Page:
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OpenGL Width!=Height textures in OpenGL

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Hi there! Is there any possibility of using textures with a size like 800x600 in OpenGL? I think playing around with tilesets or things like this will a bit tricky if I want to use a large graphics file as background image. Thanks!

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Both image width and height have to be 2n + 2(border) for some integer n. Note that n can be different for width and height. So, to answer the question your topic asked--yes, but the example dimensions you gave won't work. Try fitting everything in into a 512 * 256 texture or maybe something similar.

/edit: you could always scale the image before giving it to OGL, though. A GLU function, gluBuild2DMipmaps does exactly that and creates your texture with mipmapping for you.

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Quote:
Original post by Enrico
But with ARB_texture_rectangle and ARB_texture_non_power_of_two you can use any size you want for your textures.


You can, but you don't want to, unless any of these extensions are simply rescaling the texture to a power of two. If it would be so easy to not have this limitation without "paying" for it, then it would have never existed in the first place.

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Quote:
Original post by Trienco
Quote:
Original post by Enrico
But with ARB_texture_rectangle and ARB_texture_non_power_of_two you can use any size you want for your textures.


You can, but you don't want to, unless any of these extensions are simply rescaling the texture to a power of two. If it would be so easy to not have this limitation without "paying" for it, then it would have never existed in the first place.

Video cards that support NPOT or texRects support them on hardware, using them its not expensive at all. So yes, you can use them if you want.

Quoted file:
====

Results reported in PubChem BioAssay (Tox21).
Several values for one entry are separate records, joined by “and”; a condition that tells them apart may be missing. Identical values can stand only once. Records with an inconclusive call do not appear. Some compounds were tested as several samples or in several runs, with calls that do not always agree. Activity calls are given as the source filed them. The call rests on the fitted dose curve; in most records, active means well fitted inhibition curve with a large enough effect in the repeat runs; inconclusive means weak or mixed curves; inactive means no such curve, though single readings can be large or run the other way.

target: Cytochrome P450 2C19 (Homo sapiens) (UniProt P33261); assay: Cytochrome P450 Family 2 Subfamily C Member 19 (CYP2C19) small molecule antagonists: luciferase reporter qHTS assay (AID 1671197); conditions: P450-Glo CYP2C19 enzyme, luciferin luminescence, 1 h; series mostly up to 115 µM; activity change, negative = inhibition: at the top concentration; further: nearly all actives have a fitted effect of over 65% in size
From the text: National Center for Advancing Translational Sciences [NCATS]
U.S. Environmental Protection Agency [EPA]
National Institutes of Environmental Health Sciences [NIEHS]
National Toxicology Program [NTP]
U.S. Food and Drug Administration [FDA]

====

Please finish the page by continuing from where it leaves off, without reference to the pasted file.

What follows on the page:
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In almost any case, it is more costly to use NPOT textures than POT ones. The hardware managing the texture memory has much easier time to allocate regularly-sized textures than arbitrary sized ones.

Add to this, some hardware pad the NPOT textures to powers of two internally, mainly to preserve predefined boundary values. This behavior depends on the texture packing algorithm used by the graphics driver.

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Quote:
Original post by Nik02
In almost any case, it is more costly to use NPOT textures than POT ones. The hardware managing the texture memory has much easier time to allocate regularly-sized textures than arbitrary sized ones.

Add to this, some hardware pad the NPOT textures to powers of two internally, mainly to preserve predefined boundary values. This behavior depends on the texture packing algorithm used by the graphics driver.


But on the latest hardware this should have been taken into account, and I would hope it is no longer slower.

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Regarding NPOT performance hits, there's much more in it than untrained eye can see. For example, MIP filtering: how would you (optimally and robustly) filter an arbitrarily-sized texture to the next smaller level, without sacrificing quality or speed, as opposed to a rectangular power-of-two texture? How would you optimally fill a texture atlas (a video memory block in this case) with NPOT textures while preserving as much free space as possible, as opposed to POT? [smile]

If you know answers to these questions, you'll realize that NPOT is always going to be at least a little slower than POT (although the difference can very well be unnoticeable in practice).

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